No CO2 Tax: The Voice of a Few.

Yesterday, around this fair land of Oz, various people grabbed their best set of dentures or cleanest singlet and set out against “The Man” – who just happens to be Australia’s first female prime minister. Egged on by hack science miscommunicators and a prime minister wannabe with nothing much going for him but for appealing to the lowest common denominator, these angry people headed to parliament houses around the country to say, “No to CO2 tax!”

I had the shock of my life when heading into work that morning, I passed a group from CSIRO under umbrellas, holding coffee mugs in one hand and signs in the other by the road side. “Surely”, I thought, “these people are smarter than that!”

It turned out to be a coincidence – some protest about internet connectivity or something (I failed to get the finer points as I drove by).

A few day’s ago, Mike of WtD had this to say about the CO2 tax protest;

I’ll drop by the Melbourne protests out of curiosity.

Seriously, my prediction for the day’s turnout?

A few hundred mostly elderly, white, lower-middle to middle class “protestors” who are also angry at a range of issues like “refuges” and “speed cameras” and “the Family Court”…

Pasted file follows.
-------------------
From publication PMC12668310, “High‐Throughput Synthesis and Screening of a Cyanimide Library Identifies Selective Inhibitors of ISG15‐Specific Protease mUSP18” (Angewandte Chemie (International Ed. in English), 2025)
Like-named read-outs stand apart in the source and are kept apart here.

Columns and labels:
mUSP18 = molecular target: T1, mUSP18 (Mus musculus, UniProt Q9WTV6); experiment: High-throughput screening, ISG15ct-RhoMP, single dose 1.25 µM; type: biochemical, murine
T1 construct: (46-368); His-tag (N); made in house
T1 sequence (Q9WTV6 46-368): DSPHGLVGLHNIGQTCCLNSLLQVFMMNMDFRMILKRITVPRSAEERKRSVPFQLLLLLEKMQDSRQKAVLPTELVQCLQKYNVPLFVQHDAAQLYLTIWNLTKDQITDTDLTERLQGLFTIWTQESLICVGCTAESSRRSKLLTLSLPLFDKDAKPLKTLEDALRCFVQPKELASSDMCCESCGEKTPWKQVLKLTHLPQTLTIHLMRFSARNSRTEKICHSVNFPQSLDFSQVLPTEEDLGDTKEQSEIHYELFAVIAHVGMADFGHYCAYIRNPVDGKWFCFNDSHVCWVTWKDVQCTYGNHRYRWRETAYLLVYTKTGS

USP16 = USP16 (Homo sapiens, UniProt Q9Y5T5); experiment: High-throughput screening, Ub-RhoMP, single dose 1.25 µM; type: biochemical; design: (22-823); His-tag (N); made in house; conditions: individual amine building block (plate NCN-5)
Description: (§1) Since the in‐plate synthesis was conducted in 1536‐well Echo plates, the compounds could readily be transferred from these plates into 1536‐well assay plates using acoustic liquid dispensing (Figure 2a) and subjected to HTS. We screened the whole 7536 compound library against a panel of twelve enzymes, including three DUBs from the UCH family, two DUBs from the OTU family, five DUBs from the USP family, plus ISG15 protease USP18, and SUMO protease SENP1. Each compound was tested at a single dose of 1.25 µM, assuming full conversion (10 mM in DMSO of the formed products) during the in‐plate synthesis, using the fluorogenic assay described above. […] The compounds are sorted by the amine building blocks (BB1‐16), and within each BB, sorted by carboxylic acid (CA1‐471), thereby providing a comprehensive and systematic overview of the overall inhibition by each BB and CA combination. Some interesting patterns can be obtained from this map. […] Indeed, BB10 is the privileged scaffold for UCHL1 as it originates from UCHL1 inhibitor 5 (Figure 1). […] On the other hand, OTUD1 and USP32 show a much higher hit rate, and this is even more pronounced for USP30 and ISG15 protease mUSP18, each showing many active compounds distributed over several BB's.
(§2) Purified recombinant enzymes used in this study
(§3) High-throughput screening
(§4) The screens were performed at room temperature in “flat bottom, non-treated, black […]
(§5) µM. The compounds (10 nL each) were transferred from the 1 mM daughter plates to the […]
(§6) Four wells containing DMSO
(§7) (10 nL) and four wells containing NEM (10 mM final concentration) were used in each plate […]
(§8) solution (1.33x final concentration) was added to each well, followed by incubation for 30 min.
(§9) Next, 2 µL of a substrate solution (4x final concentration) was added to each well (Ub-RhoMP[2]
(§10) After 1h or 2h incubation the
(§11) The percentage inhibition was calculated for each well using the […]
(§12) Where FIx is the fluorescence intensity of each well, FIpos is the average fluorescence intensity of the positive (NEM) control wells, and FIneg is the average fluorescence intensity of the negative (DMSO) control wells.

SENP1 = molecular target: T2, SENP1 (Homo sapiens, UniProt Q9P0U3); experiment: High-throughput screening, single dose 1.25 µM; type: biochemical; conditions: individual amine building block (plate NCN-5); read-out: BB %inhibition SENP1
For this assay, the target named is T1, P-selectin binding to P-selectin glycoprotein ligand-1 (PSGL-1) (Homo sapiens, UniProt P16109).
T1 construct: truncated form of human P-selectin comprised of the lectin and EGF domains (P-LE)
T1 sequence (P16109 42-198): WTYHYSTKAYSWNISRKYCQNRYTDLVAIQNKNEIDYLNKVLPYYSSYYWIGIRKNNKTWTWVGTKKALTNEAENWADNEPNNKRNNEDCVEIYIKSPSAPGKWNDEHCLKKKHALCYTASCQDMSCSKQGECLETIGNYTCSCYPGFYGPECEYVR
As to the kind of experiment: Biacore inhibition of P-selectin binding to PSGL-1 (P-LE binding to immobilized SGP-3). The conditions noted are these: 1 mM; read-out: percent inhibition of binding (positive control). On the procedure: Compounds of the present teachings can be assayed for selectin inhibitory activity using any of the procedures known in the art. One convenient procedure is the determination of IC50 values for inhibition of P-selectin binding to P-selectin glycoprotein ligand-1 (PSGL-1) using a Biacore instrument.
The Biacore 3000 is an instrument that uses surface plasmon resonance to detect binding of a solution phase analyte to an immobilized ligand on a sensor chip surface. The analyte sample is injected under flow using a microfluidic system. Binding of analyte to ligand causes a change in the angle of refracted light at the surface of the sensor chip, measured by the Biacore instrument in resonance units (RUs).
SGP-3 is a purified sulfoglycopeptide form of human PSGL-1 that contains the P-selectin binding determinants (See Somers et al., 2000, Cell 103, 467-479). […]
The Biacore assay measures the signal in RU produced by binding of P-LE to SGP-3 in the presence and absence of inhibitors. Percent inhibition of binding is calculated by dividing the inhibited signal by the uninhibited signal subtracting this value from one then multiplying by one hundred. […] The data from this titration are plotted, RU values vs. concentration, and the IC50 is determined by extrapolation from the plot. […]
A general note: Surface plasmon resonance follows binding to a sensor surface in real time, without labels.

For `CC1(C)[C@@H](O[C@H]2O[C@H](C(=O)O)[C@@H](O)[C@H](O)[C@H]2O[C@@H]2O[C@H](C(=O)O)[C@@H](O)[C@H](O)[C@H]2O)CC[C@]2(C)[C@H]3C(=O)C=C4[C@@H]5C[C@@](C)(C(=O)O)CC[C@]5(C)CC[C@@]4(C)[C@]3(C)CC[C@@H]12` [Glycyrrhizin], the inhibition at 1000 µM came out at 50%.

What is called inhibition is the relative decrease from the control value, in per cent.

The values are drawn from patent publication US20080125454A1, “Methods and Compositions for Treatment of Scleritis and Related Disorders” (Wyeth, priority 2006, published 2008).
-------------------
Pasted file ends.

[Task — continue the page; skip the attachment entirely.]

You know…

The usual intellectual fringe dwellers that flock to causes such as “climate change scepticism”

I see a veritable sea of sensible cardigans, leisure wear and socks worn with sandals.

Unfortunately (or possibly fortunately) I didn’t have a chance to see Adelaide’s version of the insanity, but I managed to catch Triple J’s Hack coverage of the fun in Canberra (first 10mins of this podcast). The sea of grey hair was ever present – 3000 people strong.

Reporter, John Barrington asked, “People here today are saying that they’re not convinced about science about humans contributing to climate change, are you convinced?”

To which Coreena, one of the few young protesters, replied, “No I’m not convinced. Yeah, I think they need to present the facts to us. Give a website or send out some pamphlets or, you know, maybe some third party opinions so that we can read the information ourselves…”